Monday, September 12, 2011

There is a force at work in the world greater than fear.

There is a great debate amongst preachers and church leaders over the use of the common lectionary in organizing Sunday worship and as the basis of Sunday Sermons. The aim of the Common Lectionary is to take the church through the scriptures over the course of a three year period. The readings are meant to coincide with the Christian calendar or liturgical year, reflecting the meaning of the seasons of advent, Christmas, ordinary time after epiphany, lent, Easter, Pentecost, and ordinary time after Pentecost. The years a labeled A, B, and C and the readings are always the same for those specific years. The other side of the debate encourages pastors to prepare topical sermons and sermon series based on their perceived needs of the church. In fact, studies have shown that topical preaching is more popular and is used more often in growing churches. I’m a lectionary preacher. Mainly because the lectionary is tied to the Christian calendar and I believe that following the Christian calendar is one of those ancient practices that give order and meaning to my life as a Christian. Additionally I believe it is good for churches to be on the same page, preaching, teaching, and praying over the same text each week all across the world.

Now I don’t attach myself to ancient Christian practices just because they’re ancient. I believe these practices have had meaning for the church for centuries and still have the power to speak to the church today. I believe that the Holy Spirit works through these practices to connect us to God and to each other. This flows from my basic belief that we are all created in the image of God and we were created for relationship with God and others. God calls us individually in to communities. God has willed that our individual relationship with God be expressed through the community of believers, the church, and the body of Christ.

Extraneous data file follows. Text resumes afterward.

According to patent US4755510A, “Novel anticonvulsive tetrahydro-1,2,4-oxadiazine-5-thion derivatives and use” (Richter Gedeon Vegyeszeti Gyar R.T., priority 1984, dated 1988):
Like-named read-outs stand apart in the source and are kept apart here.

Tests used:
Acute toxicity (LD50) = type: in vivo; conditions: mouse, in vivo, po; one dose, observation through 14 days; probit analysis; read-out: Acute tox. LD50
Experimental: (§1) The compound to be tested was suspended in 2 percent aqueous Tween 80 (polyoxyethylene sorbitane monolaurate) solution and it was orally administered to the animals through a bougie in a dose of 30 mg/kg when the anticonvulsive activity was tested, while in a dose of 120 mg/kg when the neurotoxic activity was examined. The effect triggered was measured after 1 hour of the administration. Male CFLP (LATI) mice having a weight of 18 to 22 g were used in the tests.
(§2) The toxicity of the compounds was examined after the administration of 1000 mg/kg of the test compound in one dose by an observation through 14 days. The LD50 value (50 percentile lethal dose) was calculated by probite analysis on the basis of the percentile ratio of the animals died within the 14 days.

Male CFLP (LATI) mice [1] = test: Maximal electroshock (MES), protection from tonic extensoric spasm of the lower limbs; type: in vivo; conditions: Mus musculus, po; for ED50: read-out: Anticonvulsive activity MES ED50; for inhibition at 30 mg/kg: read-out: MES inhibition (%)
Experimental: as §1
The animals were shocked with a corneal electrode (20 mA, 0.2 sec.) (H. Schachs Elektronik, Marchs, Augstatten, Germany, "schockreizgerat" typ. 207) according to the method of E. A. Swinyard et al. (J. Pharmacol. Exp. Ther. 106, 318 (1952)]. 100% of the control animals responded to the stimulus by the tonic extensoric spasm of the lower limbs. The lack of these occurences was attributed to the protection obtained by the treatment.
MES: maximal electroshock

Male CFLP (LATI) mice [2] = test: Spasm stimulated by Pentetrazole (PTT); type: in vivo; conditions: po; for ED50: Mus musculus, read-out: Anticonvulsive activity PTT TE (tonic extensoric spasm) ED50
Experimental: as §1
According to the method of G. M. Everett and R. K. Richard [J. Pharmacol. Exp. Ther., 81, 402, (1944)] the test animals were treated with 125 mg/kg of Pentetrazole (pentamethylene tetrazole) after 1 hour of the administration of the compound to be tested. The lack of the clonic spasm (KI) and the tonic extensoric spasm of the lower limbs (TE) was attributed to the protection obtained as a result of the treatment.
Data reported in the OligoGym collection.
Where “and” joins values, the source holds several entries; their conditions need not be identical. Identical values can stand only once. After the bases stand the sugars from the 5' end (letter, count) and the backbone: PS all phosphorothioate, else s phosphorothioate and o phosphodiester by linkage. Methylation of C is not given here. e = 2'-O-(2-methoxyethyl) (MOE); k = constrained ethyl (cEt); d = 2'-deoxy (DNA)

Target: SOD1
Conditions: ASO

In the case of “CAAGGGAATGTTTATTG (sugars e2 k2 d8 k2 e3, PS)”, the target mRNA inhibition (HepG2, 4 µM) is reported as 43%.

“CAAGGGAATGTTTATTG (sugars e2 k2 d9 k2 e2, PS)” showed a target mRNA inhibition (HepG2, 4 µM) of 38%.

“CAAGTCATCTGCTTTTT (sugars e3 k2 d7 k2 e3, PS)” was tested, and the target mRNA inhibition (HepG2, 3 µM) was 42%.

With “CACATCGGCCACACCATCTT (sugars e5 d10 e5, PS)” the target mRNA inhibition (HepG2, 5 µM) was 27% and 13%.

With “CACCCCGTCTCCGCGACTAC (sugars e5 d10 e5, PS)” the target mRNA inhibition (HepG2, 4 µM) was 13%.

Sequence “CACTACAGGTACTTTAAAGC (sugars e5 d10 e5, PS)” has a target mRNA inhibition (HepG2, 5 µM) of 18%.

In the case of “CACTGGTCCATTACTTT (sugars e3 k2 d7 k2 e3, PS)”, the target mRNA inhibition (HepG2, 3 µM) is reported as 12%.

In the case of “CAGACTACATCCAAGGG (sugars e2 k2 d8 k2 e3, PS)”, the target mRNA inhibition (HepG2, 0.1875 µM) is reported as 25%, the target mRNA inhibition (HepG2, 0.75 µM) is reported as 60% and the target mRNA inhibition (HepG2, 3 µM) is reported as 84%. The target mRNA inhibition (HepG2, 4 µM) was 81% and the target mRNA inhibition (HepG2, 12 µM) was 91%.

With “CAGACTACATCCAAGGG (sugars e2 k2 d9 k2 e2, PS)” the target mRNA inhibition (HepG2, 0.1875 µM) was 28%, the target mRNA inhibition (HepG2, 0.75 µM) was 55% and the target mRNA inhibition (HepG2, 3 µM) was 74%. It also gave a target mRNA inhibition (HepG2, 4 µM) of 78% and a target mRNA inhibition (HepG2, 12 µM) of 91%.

Now that was a long complicated introduction of today’s readings, but I wanted you to know that I don’t just select texts each week. I pray and read through the text provided by the common lectionary and try to listen for the message God wants to deliver through me. In this process I am often amazed at the power of the text and the power of the Holy Spirit in revealing the relevance of that week’s text to my life, our lives, and to the church. This is one of those weeks. The text today were selected for this day long before evil broke into this world and conspired to use September 11 as a day to destroy lives with fear, death, and destruction. The texts for today were selected without the knowledge that the 10 year anniversary of such an evil event would fall on a Sunday. The text for today speaks directly to our hearts and our experiences, our needs, and our faith on this very day.

The three readings for today come together in such a way as to remind us who we are and whose we are. We are forgiven and reconciled children of God and we have that place in God’s family not because of anything we’ve done, or anything we can do. We are who we are because of the grace and sacrifice of Jesus Christ. And Jesus clearly teaches here in the reading from Matthew that as forgiven and reconciled people we must forgive each other and even forgive our enemies.